Back in the day when Amiga trackers were popular I had this vision of my own multi tracker. We saw an expansion of the tracker idea that went beyond the hardware limit of four channels. Perhaps because it was too obvious, even though expected, we also never saw a tracker by the exact name of MultiTracker. However, I had in mind an idea of my own for a music program, that was easy to program, and would feature multiple tracks that were becoming popular. With the influences of the time, the full title was to be called Channels X: MultiTracker.
It was going to be a step away from the typical tracker design with the rigid four on the floor in preset four bars per block. My tracker was to provide more freedom in the sense I would call it object oriented. Instead of working in the restriction of dealing with all tracks at once it split different parts of a song up separately into musical objects all coming together to form a song.
For example it would have included a drum programmer where you loaded typical drum sounds and set the triggers for each in a drum map. As well as building repeat patterns with bars. Melodies would also be separated with each instrument being able to have it's own tracker pattern. On top of this effects could be easily be inserted with multiple effects folded in layers so they could all be included without taking up screen space. There would be an auto repeat feature for things like the basic drum track where you only made changes when a bar changed that saved you from needing to tell it for every pattern.
The mixing routines would also be designed to provide the best quality possible. 8-bit samples would be mixed in 16-bit. 16-bit mixed in 32-bit. Just using integer math. As well as all samples combined with full original dynamic range then scaled down at the last step to the desired resolution. A HQ mode would have upscaled samples by their volume, with 8-bit samples scaled to 16-bits, 16-bit samples scaled to 24-bit, and both mixed in 32-bit. Up to a theoretical 256 channels.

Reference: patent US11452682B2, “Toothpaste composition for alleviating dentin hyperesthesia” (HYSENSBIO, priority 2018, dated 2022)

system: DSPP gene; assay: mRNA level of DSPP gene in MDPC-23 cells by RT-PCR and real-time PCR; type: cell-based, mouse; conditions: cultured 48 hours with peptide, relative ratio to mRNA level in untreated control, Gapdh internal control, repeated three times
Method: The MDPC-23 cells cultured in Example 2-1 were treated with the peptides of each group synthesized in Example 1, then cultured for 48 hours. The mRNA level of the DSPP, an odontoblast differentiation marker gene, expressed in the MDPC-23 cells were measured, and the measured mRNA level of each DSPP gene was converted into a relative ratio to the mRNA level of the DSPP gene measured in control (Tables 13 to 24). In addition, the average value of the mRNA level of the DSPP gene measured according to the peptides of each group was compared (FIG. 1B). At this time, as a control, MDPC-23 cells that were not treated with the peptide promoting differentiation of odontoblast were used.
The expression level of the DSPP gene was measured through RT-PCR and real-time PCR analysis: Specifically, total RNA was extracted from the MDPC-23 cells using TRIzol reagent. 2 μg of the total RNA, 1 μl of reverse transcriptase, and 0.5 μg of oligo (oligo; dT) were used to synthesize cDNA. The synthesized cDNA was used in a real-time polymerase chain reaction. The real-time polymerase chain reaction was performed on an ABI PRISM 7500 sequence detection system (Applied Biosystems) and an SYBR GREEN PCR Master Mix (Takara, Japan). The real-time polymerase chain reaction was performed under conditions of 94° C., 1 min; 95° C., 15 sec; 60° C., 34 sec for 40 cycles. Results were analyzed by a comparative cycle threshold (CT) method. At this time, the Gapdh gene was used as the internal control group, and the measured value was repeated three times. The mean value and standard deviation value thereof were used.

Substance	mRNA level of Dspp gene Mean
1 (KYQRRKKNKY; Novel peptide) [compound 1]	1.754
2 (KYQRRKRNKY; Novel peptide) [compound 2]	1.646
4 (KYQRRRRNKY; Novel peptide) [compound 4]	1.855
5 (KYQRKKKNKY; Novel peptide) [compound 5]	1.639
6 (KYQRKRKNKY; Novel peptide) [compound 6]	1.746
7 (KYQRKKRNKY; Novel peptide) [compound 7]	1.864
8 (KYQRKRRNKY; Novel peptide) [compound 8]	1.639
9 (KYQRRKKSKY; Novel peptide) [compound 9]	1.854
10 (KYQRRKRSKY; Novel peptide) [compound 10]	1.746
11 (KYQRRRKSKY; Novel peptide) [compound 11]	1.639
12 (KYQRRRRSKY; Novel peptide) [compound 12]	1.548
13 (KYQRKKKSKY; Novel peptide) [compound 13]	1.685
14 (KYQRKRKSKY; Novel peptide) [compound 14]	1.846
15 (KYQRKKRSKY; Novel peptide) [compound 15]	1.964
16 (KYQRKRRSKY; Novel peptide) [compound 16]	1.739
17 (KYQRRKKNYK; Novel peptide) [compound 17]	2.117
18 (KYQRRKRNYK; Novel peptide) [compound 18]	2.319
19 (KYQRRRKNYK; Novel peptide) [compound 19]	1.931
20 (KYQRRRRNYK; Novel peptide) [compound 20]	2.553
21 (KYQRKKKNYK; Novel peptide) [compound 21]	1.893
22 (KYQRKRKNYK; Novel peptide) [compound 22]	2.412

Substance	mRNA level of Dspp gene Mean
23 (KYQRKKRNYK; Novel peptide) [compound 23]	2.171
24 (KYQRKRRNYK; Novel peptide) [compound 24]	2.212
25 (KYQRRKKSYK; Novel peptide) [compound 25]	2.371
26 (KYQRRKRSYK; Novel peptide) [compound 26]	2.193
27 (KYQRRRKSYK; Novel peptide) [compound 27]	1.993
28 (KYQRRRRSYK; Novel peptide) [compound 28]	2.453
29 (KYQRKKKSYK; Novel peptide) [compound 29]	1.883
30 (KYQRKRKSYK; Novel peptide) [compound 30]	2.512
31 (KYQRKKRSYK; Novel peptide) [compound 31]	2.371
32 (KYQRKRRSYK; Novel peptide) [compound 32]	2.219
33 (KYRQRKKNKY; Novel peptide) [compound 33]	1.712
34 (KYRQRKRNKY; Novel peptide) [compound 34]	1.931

IIRC I did some layout pictures in DPaint. But I never did much more. I got into other projects and the idea got left behind.
But now, I am thinking of a variation of a theme. Rather than writing a tracker based on this idea. I am thinking of creating a mixing routine and tracker format that is optimized for real time multi tracker playback. It would have different modes, with the speed proportionate to the memory used. It would also be designed with the Amiga Paula in mind, just without the precision offered by my original mixing idea.
The main idea would be to pre-render the tracks. That is, each track would be volumed leveled to how loud it is relative to other tracks, so all could be mathematically added with lowest overhead. Common instruments blended together would be rendered as one in order to optimise operations. Just like in a tracker it would be organised into patterns.
Either 8-bit or 16-bit could be specified as resolution. Because of the nature of the format the maximum resolution would be preferred as dynamic range is lost when each track is scaled down. But there is no secret here really and this happens eventually for all digital audio mixed down in a studio.
So, with modes of operation, there would be slowest to fastest using less to most memory. The slow mode would use the base rendered tracks, with real time adjustable volume scaling and variable frequency changes. The middle mode would use the base rendered tracks, with either real time adjustable volume scaling or variable frequency changes, whatever best suited the source module. The fast mode would use the base rendered tracks, with fully preset volume scaling and variable frequency changes, rendered in each.
As you can see, the CPU needs to do some mixing, but it is optimised for low overhead based on memory requirements. So, closest to the module format, with the song data and samples used, would be most overhead. In between sample data would be extended with pre-renders to provide an even balance between CPU over head and total module size. To the lowest overhead, but one where all sample data would take up the most space, with most redundancy.
Well, that's pretty much the ideas that have been floating around in my head for a while. Would any of these ideas be useful? Oh and yes, even if it is specified, these ideas target the original Amiga audio chip.